Tell me a secret, and I’ll tell you one…
In the five years since her bad-girl sister Xanda’s death, Miranda Mathison has wondered about the secret her sister took to the grave, and what really happened the night she died.
Now, just as Miranda is on the cusp of her dreams—a best friend to unlock her sister’s world, a ticket to art school, and a boyfriend to fly her away from it all—Miranda has a secret all her own.
Then two lines on a pregnancy test confirm her worst fears. Stripped of her former life, Miranda must make a choice with tremendous consequences and finally face her sister’s demons and her own.
In this powerful debut novel, stunning new talent Holly Cupala illuminates the dark struggle of a girl who must let go of her past to find a way into her future.
[Pictured are Holly and her editor Catherine Onder of HarperCollins.]
That has to have been one of the wildest days of my life. Crazily, I’d signed with the agent who wanted revisions—what was I thinking? But he was right, and I knew it.
So I worked on revision for a few months (cue the terror brought on by someone actually waiting for the manuscript) and got to the place where we both felt it was ready to go out.
I didn’t hear anything for a couple of weeks, and in the meantime, I was getting ready to go to the SCBWI conference in Los Angeles (August 2008).
I was just about ready to leave for my flight when I got…
And I remember feeling thrilled and sick and a wee bit annoyed that my agent hadn’t spilled one single bean throughout those three weeks of torture! He’d shown it to several editors I’d met at conferences and one pie-in-the-sky editor he was bringing to the table.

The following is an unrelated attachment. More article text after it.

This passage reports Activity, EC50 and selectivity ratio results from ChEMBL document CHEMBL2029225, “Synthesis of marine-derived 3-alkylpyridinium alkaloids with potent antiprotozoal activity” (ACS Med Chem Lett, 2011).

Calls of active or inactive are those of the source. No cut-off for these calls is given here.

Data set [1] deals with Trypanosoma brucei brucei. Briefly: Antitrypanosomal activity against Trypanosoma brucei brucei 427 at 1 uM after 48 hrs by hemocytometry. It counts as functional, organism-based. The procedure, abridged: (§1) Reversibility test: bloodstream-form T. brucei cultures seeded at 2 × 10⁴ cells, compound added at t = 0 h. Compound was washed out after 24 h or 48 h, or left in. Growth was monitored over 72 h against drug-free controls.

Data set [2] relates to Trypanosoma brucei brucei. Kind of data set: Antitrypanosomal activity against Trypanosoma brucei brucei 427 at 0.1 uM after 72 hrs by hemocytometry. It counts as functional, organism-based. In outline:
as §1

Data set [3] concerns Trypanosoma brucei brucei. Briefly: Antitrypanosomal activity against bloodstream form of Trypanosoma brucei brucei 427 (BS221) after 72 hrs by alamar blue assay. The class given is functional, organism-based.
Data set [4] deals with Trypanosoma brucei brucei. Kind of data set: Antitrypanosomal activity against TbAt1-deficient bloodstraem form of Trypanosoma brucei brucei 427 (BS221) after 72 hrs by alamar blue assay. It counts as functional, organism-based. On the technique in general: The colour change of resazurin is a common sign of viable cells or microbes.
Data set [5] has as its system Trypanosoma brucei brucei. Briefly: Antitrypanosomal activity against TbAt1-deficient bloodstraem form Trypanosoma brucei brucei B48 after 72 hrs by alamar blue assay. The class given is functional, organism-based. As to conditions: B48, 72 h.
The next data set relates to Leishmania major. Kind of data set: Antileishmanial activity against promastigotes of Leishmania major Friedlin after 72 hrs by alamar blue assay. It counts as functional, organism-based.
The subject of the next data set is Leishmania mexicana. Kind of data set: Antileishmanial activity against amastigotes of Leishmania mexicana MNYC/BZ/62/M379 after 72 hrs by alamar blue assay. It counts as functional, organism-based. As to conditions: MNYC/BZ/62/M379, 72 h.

I didn’t even dare hope that she would love it—she had edited The White Darkness by Geraldine McCaughrean (HarperTempest, 2007, 2008), which won the 2008 Michael L. Printz Award and is one of my favorite books. So I’d pretty much put even the thought of her out of my head.
And then…she bought my story in a two-book pre-empt. It blew me away. So I didn’t really need a plane to get to L.A! I think I may have floated there all by myself and giddily told every single person there my news and put my sari for the red party on backwards and accepted a giant 50 rose bouquet from my wonderful husband. It was amazing!
As a contemporary fiction writer, how did you find the voice of your first person protagonist? Did you do character exercises? Did you make an effort to listen to how young people talk? Did you simply free your inner kid or adolescent? And, if it seemed to come by magic, how would you suggest others tap into that power in their own writing?
The idea for Tell Me a Secret came out of a very difficult period in my own life—I almost quit writing. But then I had a number of incredibly encouraging friends.
We went to a session to hear Libba Bray speak shortly after, and then the story just fell out of the sky. I took notes for several months and started writing bits and pieces.
I had a clear sense of the story and characters right away, but the voice came later. At 3 a.m., to be specific. I was a new mom, totally sleep deprived, and I had just gotten the baby to sleep when Miranda spoke to me: It’s tough living in the shadow of a dead girl.
I knew if I didn’t get up right then, she might never speak again! So I dragged myself to the computer and wrote a few pages, which turned out to be the very first few pages in the finished book.
Once I had heard Miranda speak, it was like I’d found a window. Miranda is a character who defines herself through other people, so I knew getting to know her would involve the powerful experiences she has in relation to other characters. In some ways, she was the most difficult to write because her journey is very internal. I drew upon many of my own emotional memories to find her center, which she eventually finds as well.
Holly Cupala wrote teen romance novels before she ever actually experienced teen romance. When she did, her writing became all about about tragic poetry and slightly less tragic novels.
When she isn’t contributing to www.readergirlz.com and writing, she spends time with her husband and daughter in Seattle, Washington.
These days, her writing is less about tragedy and more about hope. Tell Me a Secret is her first novel. Part of the author’s proceeds from this book will go toward helping sexually exploited girls around the globe.